# Proof by induction

## Homework Statement

Prove by induction that for an integer n where n>1 , http://img3.imageshack.us/img3/5642/prob1q.jpg [Broken]

## The Attempt at a Solution

Prove P(2) is true
then prove P(x) = P(x+1) is true, then it's true for all x

That's all I really from proof by induction. It's just not very intuitive to me at all.

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it's been a little while since i've done this, so take this with a grain of salt. you'll probably want someone to verify it, or pretty it up.
so you've shown your base case, i.e. the statement holds for n=2. but you don't want to show P(x) = P(x+1). these are two different situations.
consider that the problem is saying 1/1^2 + 1/2^2 +...+1/n^2 < 2 - 1/n. you've shown it's true for n=2. now consider k, where k>2. what is this term? 1/k^2. what happens when you add 1/k^2 to both sides? is the statement still true?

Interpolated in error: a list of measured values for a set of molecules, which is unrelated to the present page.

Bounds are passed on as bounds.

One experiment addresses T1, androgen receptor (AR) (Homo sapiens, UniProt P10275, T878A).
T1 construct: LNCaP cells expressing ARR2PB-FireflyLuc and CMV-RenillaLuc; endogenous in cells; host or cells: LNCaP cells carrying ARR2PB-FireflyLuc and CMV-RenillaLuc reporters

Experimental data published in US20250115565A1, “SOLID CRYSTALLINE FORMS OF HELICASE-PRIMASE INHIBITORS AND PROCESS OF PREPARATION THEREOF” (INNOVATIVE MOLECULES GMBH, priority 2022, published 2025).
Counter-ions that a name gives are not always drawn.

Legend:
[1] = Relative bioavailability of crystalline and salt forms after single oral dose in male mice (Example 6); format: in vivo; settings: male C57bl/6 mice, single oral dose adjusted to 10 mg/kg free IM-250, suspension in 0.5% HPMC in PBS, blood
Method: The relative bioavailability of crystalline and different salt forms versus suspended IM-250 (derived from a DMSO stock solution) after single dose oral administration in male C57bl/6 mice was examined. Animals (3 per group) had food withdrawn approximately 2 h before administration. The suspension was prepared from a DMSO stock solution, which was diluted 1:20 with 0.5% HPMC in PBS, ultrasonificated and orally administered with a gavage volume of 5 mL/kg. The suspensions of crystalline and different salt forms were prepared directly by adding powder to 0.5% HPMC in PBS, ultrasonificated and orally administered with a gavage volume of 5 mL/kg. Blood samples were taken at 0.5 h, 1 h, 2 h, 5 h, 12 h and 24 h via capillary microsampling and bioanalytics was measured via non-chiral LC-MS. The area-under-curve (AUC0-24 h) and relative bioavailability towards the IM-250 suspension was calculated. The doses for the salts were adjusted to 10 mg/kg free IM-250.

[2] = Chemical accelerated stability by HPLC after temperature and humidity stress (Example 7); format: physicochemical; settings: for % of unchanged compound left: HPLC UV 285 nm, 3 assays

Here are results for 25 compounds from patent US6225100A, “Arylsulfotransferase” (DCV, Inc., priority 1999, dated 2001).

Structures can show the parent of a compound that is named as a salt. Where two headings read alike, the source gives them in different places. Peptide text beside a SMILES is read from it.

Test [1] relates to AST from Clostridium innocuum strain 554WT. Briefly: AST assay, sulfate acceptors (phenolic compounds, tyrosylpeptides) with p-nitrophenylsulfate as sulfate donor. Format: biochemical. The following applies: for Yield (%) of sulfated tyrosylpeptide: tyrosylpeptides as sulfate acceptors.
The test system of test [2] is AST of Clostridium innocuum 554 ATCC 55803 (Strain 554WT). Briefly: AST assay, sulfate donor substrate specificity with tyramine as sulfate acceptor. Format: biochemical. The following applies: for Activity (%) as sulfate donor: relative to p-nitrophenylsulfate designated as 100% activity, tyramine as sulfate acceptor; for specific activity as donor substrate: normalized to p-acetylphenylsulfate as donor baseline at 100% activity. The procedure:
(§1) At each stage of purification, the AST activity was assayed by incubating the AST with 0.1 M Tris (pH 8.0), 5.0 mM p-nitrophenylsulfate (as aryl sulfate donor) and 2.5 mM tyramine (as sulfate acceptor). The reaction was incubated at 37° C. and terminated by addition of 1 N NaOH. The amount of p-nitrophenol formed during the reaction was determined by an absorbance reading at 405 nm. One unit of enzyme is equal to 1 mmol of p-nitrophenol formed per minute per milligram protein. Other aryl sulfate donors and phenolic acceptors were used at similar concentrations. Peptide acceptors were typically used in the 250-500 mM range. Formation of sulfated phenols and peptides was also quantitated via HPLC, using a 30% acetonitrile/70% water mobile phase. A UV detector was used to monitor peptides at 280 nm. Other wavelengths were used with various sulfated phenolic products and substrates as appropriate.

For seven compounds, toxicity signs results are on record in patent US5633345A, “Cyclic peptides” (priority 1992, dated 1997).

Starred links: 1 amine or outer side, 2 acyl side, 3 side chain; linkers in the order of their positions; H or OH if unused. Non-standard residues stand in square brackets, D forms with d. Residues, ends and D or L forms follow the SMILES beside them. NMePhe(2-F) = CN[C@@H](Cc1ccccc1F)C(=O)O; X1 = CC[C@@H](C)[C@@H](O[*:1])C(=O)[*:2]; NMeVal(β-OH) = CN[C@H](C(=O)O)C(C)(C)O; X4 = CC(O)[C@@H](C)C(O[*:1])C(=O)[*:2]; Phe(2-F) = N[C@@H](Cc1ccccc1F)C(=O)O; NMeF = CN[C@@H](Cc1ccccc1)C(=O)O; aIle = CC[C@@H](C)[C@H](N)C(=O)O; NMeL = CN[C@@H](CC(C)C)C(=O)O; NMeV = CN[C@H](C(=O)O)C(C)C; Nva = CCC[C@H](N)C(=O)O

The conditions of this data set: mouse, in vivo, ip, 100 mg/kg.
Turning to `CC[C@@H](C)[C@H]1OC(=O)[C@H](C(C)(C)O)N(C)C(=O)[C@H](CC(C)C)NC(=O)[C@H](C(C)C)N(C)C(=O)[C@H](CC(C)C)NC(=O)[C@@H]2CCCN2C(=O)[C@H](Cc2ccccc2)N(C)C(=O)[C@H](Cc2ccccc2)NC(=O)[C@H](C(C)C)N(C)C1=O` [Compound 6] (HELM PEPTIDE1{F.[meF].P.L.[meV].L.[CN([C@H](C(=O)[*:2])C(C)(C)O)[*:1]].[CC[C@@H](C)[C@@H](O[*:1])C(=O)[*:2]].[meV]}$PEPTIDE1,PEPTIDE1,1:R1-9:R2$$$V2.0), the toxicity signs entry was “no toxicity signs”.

what happens when you add 1/k^2 to both sides? is the statement still true?

I don't follow. Can you explain a bit or give an example?

well, you've shown that 1/1^2 + 1/2^2 +...+1/n^2 < 2 - 1/n, when n = 2, right? so let's call 1/1^2 + 1/n^2 =a, and 2 - 1/n=b. so now a < b. so if we add 1/k^2, where k > 2, to both sides, we have a+1/k^2 < b+1/k^2. is this true? why?

Suppose it's true for a certain n>= 2 then:

$$\sum_{i=1}^{n+1} \frac{1}{i^2}} < 2-\frac{1}{n}+\frac{1}{(n+1)^2} < 2+\frac{1}{n+1}-\frac{1}{n}=2-\frac{1}{n(n+1)}<2-\frac{1}{n+1}$$

Suppose it's true for a certain n>= 2 then:

$$\sum_{i=1}^{n+1} \frac{1}{i^2}} < 2-\frac{1}{n}+\frac{1}{(n+1)^2} < 2+\frac{1}{n+1}-\frac{1}{n}=2-\frac{1}{n(n+1)}<2-\frac{1}{n+1}$$

Can you explain what you did?

Ok I'm still a bit confused

To show its true for n=2 I do

1/1^2+ 1/2^2 <(2 - 1/1) + (2- 1/2)

Is that how you prove it for n=2?